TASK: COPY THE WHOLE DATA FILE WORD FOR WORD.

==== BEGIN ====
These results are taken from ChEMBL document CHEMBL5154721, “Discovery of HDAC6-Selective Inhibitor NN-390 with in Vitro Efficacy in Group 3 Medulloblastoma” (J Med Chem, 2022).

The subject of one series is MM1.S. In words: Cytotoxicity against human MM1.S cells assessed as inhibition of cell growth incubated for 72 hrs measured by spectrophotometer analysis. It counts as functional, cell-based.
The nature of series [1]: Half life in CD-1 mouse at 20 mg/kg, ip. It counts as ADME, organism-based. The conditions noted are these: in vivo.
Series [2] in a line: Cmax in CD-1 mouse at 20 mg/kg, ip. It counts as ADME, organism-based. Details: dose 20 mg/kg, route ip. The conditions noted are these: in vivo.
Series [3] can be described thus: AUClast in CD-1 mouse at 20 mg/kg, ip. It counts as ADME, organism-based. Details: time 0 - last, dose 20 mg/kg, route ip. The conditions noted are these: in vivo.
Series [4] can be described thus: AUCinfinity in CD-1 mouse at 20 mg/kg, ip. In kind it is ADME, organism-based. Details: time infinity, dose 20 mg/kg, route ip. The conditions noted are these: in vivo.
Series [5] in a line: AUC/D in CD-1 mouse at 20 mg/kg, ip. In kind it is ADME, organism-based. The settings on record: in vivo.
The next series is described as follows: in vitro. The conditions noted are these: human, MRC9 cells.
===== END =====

These results are taken from ChEMBL document CHEMBL5154721, “Discovery of HDAC6-Selective Inhibitor NN-390 with in Vitro Efficacy in Group 3 Medulloblastoma” (J Med Chem, 2022).

The subject of one series is MM1.S. In words: Cytotoxicity against human MM1.S cells assessed as inhibition of cell growth incubated for 72 hrs measured by spectrophotometer analysis. It counts as functional, cell-based.
The nature of series [1]: Half life in CD-1 mouse at 20 mg/kg, ip. It counts as ADME, organism-based. The conditions noted are these: in vivo.
Series [2] in a line: Cmax in CD-1 mouse at 20 mg/kg, ip. It counts as ADME, organism-based. Details: dose 20 mg/kg, route ip. The conditions noted are these: in vivo.
Series [3] can be described thus: AUClast in CD-1 mouse at 20 mg/kg, ip. It counts as ADME, organism-based. Details: time 0 - last, dose 20 mg/kg, route ip. The conditions noted are these: in vivo.
Series [4] can be described thus: AUCinfinity in CD-1 mouse at 20 mg/kg, ip. In kind it is ADME, organism-based. Details: time infinity, dose 20 mg/kg, route ip. The conditions noted are these: in vivo.
Series [5] in a line: AUC/D in CD-1 mouse at 20 mg/kg, ip. In kind it is ADME, organism-based. The settings on record: in vivo.
The next series is described as follows: in vitro. The conditions noted are these: human, MRC9 cells.